In the spring of 2007, when the Icelandic financial bubble was reaching its peak, the Ministry of Industry held a press conference to announce it intended to undertake an environmental impact assessment of oil exploration off the coast of Northeast Iceland, near the Jan-Mayen ridge. The press was quick to see what this meant: Untold riches!
“Oil exploration might begin next summer,” the headlines read, and many Icelanders, who had already started to believe the country was on its way to becoming a North Atlantic Switzerland could now fantasize about living in an Arctic Saudi Arabia.
Although there was no oil exploration that following summer, Icelanders did not give up hope. The dream of finding oil only became more pressing as the Icelandic financial miracle came crashing down in 2008. Over the following years many Icelanders therefore just transferred their dreams of prosperity from one get-rich scheme after another.
A string of get-rich schemes
The financial miracle and the oil adventure are only examples of what is perhaps one of the most striking characteristics of recent Icelandic economic history: the dream of hitting the jackpot, or of some fabulous scheme that will solve all our problems in one fell swoop.
Thus, Icelandic authorities and businessmen have poured money into failed investments, risking everything on pie-in-the-sky plans while frequently neglecting less exciting options. In the 1980s, for instance, it was salmon and fur farming, and when that didn’t pan out people transferred their hopes to various energy-intensive industries, including aluminum smelters or oil refineries. Then, after the turn of the century, it was financial services, and finally oil exploration.
This Powerball approach to economic policy goes a long way to explain the Icelandic business cycle, which has been characterized by extreme investment booms (and busts) that have accompanied the chase after the ‘next big thing’.
It is easy to explain this tendency by referring to the Icelandic national character: As a nation of fishermen, Icelanders are simply always waiting for the big catch. Or one could go further back in history, and blame the Vikings and their quest for plunder in a wealthy unprotected English monastery. However, it makes more sense to look to politics, as it is the political class that has done most to create and maintain these expectations.
One way to get elected in Iceland, not unlike in other countries, is to claim to be a “rainmaker”: Vote for me, and I will bring about an economic windfall for the district. When in office these politicians have used their power to make their promises come true, facilitating investments and pouring subsidized capital and government funds into whatever plan they had sold to voters.
Reykjavík vs. the rest
These promises have another important feature, namely, that they tend to be promoted by rural politicians, that is, representatives of districts outside the densely populated southwest corner of the country. As such, the various get-rich schemes have been offered as a way to balance the scales between Reykjavík and the rest of the country. When silencing critics, balanced growth and regional development have also served as powerful trump cards.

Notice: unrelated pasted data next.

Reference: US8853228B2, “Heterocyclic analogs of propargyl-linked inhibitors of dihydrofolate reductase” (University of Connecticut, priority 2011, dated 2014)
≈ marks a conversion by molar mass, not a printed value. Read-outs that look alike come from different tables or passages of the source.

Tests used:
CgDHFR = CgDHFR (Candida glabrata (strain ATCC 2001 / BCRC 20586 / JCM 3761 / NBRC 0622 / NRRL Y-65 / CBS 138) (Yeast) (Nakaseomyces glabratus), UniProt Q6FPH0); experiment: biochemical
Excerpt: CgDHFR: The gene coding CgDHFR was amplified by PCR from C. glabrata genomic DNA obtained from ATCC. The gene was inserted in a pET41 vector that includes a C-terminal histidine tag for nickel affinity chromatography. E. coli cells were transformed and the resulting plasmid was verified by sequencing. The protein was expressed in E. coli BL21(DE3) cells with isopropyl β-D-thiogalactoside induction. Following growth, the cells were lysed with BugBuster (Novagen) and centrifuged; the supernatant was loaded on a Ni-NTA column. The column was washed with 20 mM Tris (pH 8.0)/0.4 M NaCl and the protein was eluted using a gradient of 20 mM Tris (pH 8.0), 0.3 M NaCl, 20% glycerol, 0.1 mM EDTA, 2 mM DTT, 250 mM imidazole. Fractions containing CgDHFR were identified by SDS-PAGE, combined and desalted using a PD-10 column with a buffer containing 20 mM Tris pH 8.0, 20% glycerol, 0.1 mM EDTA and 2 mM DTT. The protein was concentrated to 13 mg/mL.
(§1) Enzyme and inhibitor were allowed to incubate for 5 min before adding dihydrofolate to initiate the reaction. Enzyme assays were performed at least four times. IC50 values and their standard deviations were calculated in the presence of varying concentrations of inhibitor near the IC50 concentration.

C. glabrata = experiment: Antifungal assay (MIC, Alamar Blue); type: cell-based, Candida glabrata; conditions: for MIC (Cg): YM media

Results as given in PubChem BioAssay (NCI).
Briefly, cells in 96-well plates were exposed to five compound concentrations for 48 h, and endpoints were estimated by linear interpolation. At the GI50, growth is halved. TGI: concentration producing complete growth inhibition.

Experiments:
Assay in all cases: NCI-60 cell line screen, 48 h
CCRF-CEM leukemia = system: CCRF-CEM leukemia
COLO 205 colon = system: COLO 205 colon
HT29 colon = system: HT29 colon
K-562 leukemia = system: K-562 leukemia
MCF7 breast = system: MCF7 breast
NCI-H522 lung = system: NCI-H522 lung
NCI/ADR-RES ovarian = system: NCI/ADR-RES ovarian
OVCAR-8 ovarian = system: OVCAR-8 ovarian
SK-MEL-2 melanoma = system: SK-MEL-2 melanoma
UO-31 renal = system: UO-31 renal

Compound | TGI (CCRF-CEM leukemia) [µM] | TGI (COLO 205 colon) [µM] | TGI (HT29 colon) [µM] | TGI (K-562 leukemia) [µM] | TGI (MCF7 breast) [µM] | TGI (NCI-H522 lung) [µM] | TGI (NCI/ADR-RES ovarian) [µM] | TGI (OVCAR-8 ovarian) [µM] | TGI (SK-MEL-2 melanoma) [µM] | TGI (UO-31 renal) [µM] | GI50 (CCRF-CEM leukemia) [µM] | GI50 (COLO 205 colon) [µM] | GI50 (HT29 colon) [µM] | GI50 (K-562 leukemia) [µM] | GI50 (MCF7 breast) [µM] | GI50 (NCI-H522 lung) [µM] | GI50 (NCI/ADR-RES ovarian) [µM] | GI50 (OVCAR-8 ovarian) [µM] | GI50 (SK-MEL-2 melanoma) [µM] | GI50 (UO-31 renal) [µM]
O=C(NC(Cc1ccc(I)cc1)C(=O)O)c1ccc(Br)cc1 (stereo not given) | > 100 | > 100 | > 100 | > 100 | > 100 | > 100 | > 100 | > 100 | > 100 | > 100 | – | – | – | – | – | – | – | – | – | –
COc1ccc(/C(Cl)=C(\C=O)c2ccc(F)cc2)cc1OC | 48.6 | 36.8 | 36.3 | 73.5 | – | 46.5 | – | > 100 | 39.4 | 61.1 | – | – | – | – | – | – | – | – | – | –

Salmon or fur farming were supposed to breathe life into the rural economy while energy-intensive industries have been promoted as the surest way to anchor regional development. In this long tradition, the long awaited oil adventure was supposed to boost the economy of Northeast Iceland, reversing its slow depopulation. This was the failed goal of the last ”sure” things: The aluminum smelter in Reyðarfjörður and the associated Kárahnjúkar hydro-electric plant.
The rural districts and smaller urban centers have been waiting for their jackpot ever since Reykjavík received its most important boost: The arrival of the English and later the Americans in WWII. The troops doubled the population of the city, creating a building boom and an insatiable demand for labour that greatly sped up the migration of people from the countryside. This in turn led to very lopsided economic development, which remains an issue to this day.
The oil adventure is over
But now it seems their most recent hope of striking it rich by finding oil has been dashed, as a recent report by Citigroup has predicted that future oil price developments will not justify expensive deep-sea drilling in remote and inaccessible arctic waters like the middle of the North Atlantic. At least, the Icelandic oil adventure seems further off now as oil exploration has been halted off the coast of Greenland and Shell shelved its plans for massive investment in drilling and exploration north of Alaska.
You can rest assured though, Icelandic politicians have already found the next big thing: Iceland will become a global transit hub for freight traffic once the Arctic ice sheet melts. Perhaps that will pan out fabulously.
Huh? What’s the deal with that picture?
Photographer Hörður Sveinsson shot this article’s feature image for the cover of our March 2009 issue. The feature story (“Grapevine Exposes Sordid ‘Music Trip’ To Scandinavia’s Sodom“) revolves around two then-hot young bands, Hjaltalín and Retro Stefson, and hot young composer Ólafur Arnalds, and their journey to play the annual By:Larm music showcase in Oslo. Note that quite a few of the people in the image were underage at the time it was shot (Retro Stefson’s Logi is only 17!) and that the drugs and alcohol depicted are totally fake and not real in any way.
Clockwise from bottom left: Ólafur Arnalds, Þorbjörg Roach, Axel Haraldsson, Viktor Orri Árnason, Högni Egilsson, Guðmundur Óskar, Steinþór Helgi Arnsteinsson, Þórður Jörundsson, Hjörtur Ingvi Jóhannsson, Gylfi Sigurðsson, Sigríður Thorlacius, Haraldur Ari Stefánsson, Jón Ingvi Seljeseth, Logi Pedro Stefánsson.
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